Shania Twain's accused stalker changes plea to guilty

The former Ottawa doctor accused of stalking singer Shania Twain changes his plea to guilty on charges of criminal harrassment and breaching a court order.
A courtoom sketch shows John Palumbo of Ottawa watching testimony from country-pop superstar Shania Twain. (Natalie Berman/CBC)

The man accused of stalking singer Shania Twain changed his plea to guilty on two charges on Friday.

After a morning of testimony from Twain, the lawyer for Giovanni (John) Palumbo told a Toronto court that his client would be changing his plea.

Palumbo pleaded guilty to a charge of criminal harassment and to breaching a court order.

The former Ottawa doctor will now undergo a psychiatric assessment at the Royal Ottawa Hospital. He will be back in court on Oct. 18, either to face sentencing or to be found not criminally responsible.

Palumbo's lawyer, Gary Barnes, said his client got no satisfaction from getting to see and listen to Twain.

"He feels terrible. He upset the lady he loves. Who's not going to be sorry about that?"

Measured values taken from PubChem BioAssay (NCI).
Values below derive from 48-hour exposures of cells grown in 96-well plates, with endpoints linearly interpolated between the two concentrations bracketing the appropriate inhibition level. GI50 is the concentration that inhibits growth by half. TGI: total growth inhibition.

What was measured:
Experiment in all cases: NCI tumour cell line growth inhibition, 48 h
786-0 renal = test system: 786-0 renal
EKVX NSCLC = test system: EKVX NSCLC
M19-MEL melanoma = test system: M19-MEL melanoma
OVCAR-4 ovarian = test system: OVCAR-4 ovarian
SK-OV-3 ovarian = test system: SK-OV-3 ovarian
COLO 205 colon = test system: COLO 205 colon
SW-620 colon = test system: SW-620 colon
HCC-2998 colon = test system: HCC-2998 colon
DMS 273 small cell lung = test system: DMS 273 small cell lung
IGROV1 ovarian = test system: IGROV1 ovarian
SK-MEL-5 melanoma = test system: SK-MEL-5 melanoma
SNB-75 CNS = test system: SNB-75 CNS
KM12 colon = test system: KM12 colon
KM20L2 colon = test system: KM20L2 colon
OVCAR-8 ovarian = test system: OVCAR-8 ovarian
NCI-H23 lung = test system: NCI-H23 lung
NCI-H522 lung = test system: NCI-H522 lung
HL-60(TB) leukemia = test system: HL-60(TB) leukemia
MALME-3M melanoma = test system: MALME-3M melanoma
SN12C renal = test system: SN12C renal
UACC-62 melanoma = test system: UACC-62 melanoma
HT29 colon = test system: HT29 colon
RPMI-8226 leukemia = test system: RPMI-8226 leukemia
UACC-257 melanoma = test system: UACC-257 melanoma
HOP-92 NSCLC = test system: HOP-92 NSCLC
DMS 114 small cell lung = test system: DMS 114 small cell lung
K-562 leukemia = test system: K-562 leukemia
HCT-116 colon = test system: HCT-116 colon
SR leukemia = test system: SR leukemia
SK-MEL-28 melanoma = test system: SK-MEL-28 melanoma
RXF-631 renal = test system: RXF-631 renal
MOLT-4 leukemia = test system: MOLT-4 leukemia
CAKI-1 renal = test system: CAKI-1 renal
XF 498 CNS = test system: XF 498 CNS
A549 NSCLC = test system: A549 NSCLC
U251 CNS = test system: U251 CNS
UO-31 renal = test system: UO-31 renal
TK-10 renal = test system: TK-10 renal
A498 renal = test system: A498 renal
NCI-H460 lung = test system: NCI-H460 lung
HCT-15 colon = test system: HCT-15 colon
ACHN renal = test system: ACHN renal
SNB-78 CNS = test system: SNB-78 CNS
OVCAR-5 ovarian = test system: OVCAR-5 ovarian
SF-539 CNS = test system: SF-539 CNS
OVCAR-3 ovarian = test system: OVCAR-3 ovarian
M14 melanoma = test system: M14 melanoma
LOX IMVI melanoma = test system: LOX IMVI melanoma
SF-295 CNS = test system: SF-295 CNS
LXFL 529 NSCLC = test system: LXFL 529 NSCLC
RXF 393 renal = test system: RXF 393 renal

The trial has been underway for two days in a Toronto courtroom.

Palumbo had earlier interrupted Twain's testimony for the second straight day while the Canadian superstar was testifying via video link from an undisclosed location in Europe.

Palumbo jumped to his feet to say he didn't know Twain had received his letters.

The outburst came as the country star was telling the court about numerous letters she said Palumbo had written to her, including one she described as "scary."

Palumbo was charged with criminal harassment and not complying with court orders to stay at least 500 metres away from her. The court heard he got too close to the singer during the Juno Awards.

Twain also said that Palumbo arrived outside her Muskoka-area cottage in both a boat and a Lamborghini, showed up at her grandmother's funeral, and sent her flowers in Switzerland.  

On the first day of the trial on Thursday, Palumbo interrupted the proceedings to say he was guilty — but the trial continued.

"Eileen, you can trust me. I'm going to plead guilty," he blurted out, using Twain's former first name.

Despite the admission, the trial continued into its second day.